**PIC Blur-endorsed Icelandic duo move from techno to post-punk on an itchy claustrophobic debut
Distillers : Coral Fang
This is Brody biting back...
In an era where Pink, Avril Lavigne and Amy Studt are chasing rock authenticity, Brody Dalle is effortlessly the real deal. Just look at what she’s achieved in 9 months. Like a punk-rock Janine from 'Eastenders' she’s tornadoed in and caused the biggest schism in the alternative community for over a decade. How did she split a movement ideologically grounded in solidarity and unity? She left Rancid frontman Tim Armstrong for Queens Of The Stone Age mainman, Josh Homme. When she recently declared herself the “most hated woman on earth”, she wasn’t joking. Loads of people loathe her fucking guts.
Not that this was ever gonna derail Dalle. She’s conqured far greater demons. An outcast since the age of 13 (her wifebeating biological dad made way for a stepfather who made her a stranger in her own home) she flunked out of two convent schools and was sleeping on the streets by her mid-teens. In between she became hooked to and kicked both heroin and self-harm. She moved from her native Australia to LA after falling in love with Tim Armstrong. All this by the time she turned 18.
Yet, all these deeds are made irrelevant by ‘Coral Fang’. In that, The Distillers have made the finger-flippin’-fuck-you-fuelled-sado-masochism-obsesssed LP of 2003.
‘Coral Fang’ sounds as if Brody’s been banking it all up for this moment. All the flak she’s taken from the likes of her ex-husband, internet message boards, Kelly Osbourne, (Ms. O dubbed her “a fake”) is all boiled down to these 45 minutes. The motifs of being stabbed in the back, the Brody witch hunt, how her head is wanted by everyone. It’s all explored here (hear ‘Drain The Blood’, ‘Die On A Rope’ and ‘The Gallow Is God’).
Not that this is a record just about hate. This is a record about being headfuckingly, dangerously in love too. From the straight up love songs of ‘Beat Yr Heart Out’ and ‘Love Is Paranoid’, to the bunny-boiler intensity of ‘The Hunger’ (“Don’t goooooooooooooooooooooooooo!!!”) to the sadomasochistic screams of ‘Deathsex’.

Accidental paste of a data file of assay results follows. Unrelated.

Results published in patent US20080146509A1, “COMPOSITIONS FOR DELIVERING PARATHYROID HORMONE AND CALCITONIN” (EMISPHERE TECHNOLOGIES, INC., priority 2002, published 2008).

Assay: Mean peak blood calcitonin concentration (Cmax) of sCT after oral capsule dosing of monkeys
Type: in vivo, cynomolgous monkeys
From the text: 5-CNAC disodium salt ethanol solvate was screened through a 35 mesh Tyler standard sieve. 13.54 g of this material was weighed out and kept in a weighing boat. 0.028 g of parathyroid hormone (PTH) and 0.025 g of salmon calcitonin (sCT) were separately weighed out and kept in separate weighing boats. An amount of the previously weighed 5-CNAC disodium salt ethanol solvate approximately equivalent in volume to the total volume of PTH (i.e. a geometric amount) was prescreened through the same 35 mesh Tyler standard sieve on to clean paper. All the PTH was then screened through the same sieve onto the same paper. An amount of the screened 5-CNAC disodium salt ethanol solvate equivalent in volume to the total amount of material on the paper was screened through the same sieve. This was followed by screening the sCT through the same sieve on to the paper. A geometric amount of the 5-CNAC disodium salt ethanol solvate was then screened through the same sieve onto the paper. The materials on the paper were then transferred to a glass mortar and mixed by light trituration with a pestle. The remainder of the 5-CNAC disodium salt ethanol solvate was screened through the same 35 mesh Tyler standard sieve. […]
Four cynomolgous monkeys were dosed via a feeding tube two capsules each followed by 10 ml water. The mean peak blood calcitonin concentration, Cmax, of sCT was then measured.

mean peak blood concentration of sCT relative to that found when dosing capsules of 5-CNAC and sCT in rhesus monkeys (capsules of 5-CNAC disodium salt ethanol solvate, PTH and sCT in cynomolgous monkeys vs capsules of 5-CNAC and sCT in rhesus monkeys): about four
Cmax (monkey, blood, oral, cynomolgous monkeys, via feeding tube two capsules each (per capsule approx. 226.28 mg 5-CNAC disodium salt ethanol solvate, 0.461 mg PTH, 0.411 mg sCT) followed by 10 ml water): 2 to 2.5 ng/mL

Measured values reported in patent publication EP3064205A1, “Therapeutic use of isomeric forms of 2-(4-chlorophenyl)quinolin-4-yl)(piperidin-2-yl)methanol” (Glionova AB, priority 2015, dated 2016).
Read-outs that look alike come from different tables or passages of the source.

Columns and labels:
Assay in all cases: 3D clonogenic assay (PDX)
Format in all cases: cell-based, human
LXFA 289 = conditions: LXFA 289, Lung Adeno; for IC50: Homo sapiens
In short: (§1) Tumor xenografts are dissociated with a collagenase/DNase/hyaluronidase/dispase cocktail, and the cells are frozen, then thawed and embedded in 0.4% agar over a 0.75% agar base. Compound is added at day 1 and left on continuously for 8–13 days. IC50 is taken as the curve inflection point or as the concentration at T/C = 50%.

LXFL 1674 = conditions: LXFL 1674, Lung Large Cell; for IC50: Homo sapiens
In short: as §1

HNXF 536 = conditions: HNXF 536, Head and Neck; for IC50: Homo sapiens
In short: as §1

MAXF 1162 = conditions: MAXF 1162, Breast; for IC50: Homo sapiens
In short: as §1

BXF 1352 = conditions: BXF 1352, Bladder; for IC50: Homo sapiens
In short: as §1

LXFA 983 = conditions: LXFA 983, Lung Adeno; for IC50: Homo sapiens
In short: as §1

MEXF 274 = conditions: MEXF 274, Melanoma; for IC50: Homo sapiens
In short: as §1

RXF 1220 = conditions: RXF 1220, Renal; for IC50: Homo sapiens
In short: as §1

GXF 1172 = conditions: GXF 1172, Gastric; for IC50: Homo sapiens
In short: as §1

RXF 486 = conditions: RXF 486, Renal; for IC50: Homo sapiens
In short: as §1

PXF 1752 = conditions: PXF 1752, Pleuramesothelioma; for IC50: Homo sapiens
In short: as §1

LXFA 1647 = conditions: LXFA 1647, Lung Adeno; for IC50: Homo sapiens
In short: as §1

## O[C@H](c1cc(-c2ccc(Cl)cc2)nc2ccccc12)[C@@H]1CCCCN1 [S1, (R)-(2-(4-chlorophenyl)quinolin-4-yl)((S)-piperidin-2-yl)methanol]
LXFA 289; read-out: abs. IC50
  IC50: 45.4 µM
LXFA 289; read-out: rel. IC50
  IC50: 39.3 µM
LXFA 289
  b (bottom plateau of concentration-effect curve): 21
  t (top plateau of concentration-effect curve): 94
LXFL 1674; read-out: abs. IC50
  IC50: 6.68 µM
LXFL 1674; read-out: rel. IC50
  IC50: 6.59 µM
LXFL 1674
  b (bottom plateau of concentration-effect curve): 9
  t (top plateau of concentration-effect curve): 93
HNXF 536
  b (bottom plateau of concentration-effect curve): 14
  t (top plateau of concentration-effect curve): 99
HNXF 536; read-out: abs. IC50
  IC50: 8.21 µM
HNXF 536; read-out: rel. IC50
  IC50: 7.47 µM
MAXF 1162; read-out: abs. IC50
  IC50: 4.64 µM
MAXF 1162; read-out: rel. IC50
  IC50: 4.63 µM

It all comes back to ‘Die On A Rope’. A circle-pit hurlaround which compounds Brody’s betrayal by her friends, the subsequent witch hunt, her unhappy marriage, her sexual reawakening into less than three minutes and sets it to a soundtrack that’s part QOTSA, part Green Day. “Tell me something/Tell me stupid/Will I die, will I die on a rope?” she asks, to which her rhetorical growled answer is “I’ve beeeen dead for yeaaaaaaaaaaaaaaaaaaaaaaaaaaaaars”.
There are dodgy moments. The mid paced amble through ‘The Gallow Is God’ puts the breaks on the headlong momentum built up by the opening three tracks. And 11 minutes of ‘Deathsex’ is enough for any man. But even these are redeemed by Brody’s scowl. A vocal technique which sounds like it was achieved on a diet of shots of bleach and vindaloo chasers, though more likely comes from smoking loads of fags.
Brody has always been uncomfortable with her potential as a rock heroine. She said recently on being a woman in rock “It’s not an issue for me. I don’t play my guitar with my vagina”.
But in making a record with such universal themes of love and hate, and sounding so pissed off in the process, Brody has inadvertently made herself the most important new rock star in the world. She might’ve divided the punk rock community but this is Brody biting back. On this evidence, she’s fixing to conquer everything that lies before her.
Get 'Coral Fang' at the NME Shop
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